age Important when it comes to taking certain medications and Supplements. according to US Food and Drug Administration “As you age, physical changes can affect the way medications are absorbed and used. For example, changes in your digestive system can affect how quickly medications enter your bloodstream. Changes in body weight can affect how much medication you need to take. and how long it stays in your body. Your circulatory system may slow down, which may affect how quickly medications reach your liver and kidneys. Your liver and kidneys may also work more slowly, affecting the way the drug is broken down and removed from the body.” Knowing which medications and supplements to steer clear of as we age can make a huge difference to health and experts reveal which medications to avoid and why. Read on – and to ensure your health and the health of others, don’t miss these things Sure Signs You Already Have COVID.
Jeff Gladd, MD, chief medical officer at full textAnd the integrative medicine doctor says all this, not that! Health, “Iron is a mineral found in many multivitamins designed for women of childbearing age; however, iron supplementation in general is not necessary for postmenopausal women and women over 50. Once a woman enters her 50s and stops menstruating, her requirements for Iron by approximately 45% While iron plays an essential role in the formation of red blood cells, excess iron consumption can affect zinc absorption and contribute to unpleasant gastrointestinal symptoms such as constipation, diarrhea, nausea, vomiting, and abdominal pain.
Having said all this, I find it necessary to test the total iron levels in the body of all patients to assess optimal condition. While the potential for deficiency is lower in men as well as women over 50, diet intake and digestive health for absorption may still play a role in deficiency.”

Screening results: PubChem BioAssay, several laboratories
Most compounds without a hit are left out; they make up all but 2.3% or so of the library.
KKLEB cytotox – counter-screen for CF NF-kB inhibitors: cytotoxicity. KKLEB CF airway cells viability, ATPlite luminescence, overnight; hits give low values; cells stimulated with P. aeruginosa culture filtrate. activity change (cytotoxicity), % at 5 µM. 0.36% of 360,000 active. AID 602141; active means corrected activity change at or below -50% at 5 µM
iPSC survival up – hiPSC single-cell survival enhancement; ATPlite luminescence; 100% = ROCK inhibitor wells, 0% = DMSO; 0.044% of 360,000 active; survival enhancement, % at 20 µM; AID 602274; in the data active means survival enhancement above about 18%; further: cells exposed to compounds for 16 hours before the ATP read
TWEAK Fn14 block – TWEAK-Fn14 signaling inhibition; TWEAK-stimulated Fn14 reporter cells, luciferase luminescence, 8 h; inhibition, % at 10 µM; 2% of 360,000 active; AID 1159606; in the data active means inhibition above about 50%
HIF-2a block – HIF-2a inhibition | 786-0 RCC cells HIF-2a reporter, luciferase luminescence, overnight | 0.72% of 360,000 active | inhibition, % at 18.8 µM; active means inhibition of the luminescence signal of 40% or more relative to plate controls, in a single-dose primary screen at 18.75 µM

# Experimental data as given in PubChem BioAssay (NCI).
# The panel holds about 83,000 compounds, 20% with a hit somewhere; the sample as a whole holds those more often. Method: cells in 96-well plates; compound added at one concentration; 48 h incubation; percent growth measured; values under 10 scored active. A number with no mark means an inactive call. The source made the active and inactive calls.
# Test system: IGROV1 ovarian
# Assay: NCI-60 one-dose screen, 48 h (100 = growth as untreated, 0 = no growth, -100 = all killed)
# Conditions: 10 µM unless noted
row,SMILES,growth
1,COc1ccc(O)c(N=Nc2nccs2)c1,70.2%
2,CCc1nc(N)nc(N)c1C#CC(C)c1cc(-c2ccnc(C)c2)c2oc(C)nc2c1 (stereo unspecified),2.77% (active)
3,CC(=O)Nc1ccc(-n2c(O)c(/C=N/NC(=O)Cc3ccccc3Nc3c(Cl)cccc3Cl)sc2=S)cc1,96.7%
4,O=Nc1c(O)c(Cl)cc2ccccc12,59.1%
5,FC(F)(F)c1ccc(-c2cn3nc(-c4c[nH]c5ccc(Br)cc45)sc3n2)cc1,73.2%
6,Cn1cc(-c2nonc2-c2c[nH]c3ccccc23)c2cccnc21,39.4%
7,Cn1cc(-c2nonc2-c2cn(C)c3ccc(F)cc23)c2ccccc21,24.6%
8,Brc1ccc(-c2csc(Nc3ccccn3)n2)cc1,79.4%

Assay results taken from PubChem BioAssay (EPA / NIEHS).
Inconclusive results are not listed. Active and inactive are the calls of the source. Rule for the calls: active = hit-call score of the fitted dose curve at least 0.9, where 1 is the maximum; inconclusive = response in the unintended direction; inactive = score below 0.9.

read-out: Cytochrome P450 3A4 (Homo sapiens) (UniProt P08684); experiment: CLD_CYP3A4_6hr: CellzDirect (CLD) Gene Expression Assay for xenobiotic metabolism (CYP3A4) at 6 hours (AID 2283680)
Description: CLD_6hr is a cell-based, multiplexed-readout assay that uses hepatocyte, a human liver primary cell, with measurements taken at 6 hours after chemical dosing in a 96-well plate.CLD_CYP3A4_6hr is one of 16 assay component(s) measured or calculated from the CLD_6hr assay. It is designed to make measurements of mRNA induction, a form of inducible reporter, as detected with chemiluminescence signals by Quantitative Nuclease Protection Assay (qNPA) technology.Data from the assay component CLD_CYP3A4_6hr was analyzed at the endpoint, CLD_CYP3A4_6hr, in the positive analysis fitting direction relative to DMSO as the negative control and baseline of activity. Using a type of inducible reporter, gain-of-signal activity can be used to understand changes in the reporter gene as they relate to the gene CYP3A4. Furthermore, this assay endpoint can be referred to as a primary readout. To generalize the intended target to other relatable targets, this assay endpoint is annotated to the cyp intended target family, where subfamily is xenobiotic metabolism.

Dr. Galad explains, “Hypertension (high blood pressure) affects nearly half of adults, and the risk of developing high blood pressure increases with age. Adults with high blood pressure should avoid taking licorice root, a common herbal supplement. It is often used to support the adrenal gland’s function.
Search It states that licorice root can raise blood pressure and interact with blood pressure medications. Licorice root can also reduce levels of potassium, an important mineral that helps regulate blood pressure.
Licorice is also used for digestive health, as it provides support for mild irritation of the lining of the digestive tract. This should always be in the form of dissolved licorice (DGL). Removal of glycyrrhizin ensures that the part that affects blood pressure is removed from the root and is often safe for most people to take. It is best to work with an integrative medicine provider who can make personalized recommendations and help direct the risks and benefits of treatments as well as monitor their impact on an individual’s health.”